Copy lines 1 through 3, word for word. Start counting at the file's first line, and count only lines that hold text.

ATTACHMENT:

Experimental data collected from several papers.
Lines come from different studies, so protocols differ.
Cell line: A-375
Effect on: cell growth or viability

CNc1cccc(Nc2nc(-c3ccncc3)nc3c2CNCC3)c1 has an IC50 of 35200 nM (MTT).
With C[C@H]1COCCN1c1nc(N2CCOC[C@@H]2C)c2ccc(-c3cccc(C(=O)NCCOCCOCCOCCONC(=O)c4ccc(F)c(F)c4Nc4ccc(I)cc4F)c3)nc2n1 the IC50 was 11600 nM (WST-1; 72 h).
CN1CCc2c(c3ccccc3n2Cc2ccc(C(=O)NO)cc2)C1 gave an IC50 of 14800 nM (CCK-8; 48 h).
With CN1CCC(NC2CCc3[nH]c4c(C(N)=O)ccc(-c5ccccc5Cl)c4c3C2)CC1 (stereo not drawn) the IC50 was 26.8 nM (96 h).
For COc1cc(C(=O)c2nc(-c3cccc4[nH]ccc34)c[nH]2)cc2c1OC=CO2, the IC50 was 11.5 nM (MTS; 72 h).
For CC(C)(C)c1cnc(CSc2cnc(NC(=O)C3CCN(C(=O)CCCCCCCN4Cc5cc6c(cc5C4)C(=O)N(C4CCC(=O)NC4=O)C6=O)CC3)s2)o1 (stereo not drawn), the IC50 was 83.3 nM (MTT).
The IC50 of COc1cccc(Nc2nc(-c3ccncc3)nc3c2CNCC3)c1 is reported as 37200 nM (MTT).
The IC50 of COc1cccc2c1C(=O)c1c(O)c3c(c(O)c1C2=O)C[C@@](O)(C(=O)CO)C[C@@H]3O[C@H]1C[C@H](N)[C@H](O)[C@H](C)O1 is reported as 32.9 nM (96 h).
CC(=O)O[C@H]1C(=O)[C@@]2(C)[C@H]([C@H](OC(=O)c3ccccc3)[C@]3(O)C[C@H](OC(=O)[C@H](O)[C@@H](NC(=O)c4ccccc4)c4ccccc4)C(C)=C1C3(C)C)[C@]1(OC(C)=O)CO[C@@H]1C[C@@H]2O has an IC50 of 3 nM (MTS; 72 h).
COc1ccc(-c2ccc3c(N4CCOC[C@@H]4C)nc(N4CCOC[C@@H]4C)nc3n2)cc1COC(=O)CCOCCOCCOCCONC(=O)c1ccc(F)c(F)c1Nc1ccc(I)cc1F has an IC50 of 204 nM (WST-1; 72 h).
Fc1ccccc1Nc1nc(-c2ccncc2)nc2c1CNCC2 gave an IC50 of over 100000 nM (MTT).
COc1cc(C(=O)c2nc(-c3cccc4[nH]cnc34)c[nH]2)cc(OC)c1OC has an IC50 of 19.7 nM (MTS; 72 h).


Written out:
Experimental data collected from several papers.
Lines come from different studies, so protocols differ.
Cell line: A-375